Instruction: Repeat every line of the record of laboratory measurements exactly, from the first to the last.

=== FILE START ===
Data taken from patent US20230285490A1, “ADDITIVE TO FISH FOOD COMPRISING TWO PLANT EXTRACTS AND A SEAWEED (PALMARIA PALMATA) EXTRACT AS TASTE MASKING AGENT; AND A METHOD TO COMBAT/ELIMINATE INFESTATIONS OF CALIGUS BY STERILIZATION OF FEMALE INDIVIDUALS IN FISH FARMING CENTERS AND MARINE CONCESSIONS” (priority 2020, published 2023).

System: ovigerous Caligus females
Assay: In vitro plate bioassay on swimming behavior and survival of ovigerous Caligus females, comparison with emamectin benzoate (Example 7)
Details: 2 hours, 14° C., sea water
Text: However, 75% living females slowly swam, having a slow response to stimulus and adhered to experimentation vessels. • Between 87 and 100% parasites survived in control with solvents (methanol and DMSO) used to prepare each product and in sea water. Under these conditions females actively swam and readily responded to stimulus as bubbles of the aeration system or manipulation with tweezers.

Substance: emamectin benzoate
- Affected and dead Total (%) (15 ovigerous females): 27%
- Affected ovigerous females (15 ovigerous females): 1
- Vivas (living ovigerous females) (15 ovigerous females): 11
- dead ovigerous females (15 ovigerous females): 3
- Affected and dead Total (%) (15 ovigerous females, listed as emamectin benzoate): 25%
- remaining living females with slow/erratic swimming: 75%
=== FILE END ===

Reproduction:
Data taken from patent US20230285490A1, “ADDITIVE TO FISH FOOD COMPRISING TWO PLANT EXTRACTS AND A SEAWEED (PALMARIA PALMATA) EXTRACT AS TASTE MASKING AGENT; AND A METHOD TO COMBAT/ELIMINATE INFESTATIONS OF CALIGUS BY STERILIZATION OF FEMALE INDIVIDUALS IN FISH FARMING CENTERS AND MARINE CONCESSIONS” (priority 2020, published 2023).

System: ovigerous Caligus females
Assay: In vitro plate bioassay on swimming behavior and survival of ovigerous Caligus females, comparison with emamectin benzoate (Example 7)
Details: 2 hours, 14° C., sea water
Text: However, 75% living females slowly swam, having a slow response to stimulus and adhered to experimentation vessels. • Between 87 and 100% parasites survived in control with solvents (methanol and DMSO) used to prepare each product and in sea water. Under these conditions females actively swam and readily responded to stimulus as bubbles of the aeration system or manipulation with tweezers.

Substance: emamectin benzoate
- Affected and dead Total (%) (15 ovigerous females): 27%
- Affected ovigerous females (15 ovigerous females): 1
- Vivas (living ovigerous females) (15 ovigerous females): 11
- dead ovigerous females (15 ovigerous females): 3
- Affected and dead Total (%) (15 ovigerous females, listed as emamectin benzoate): 25%
- remaining living females with slow/erratic swimming: 75%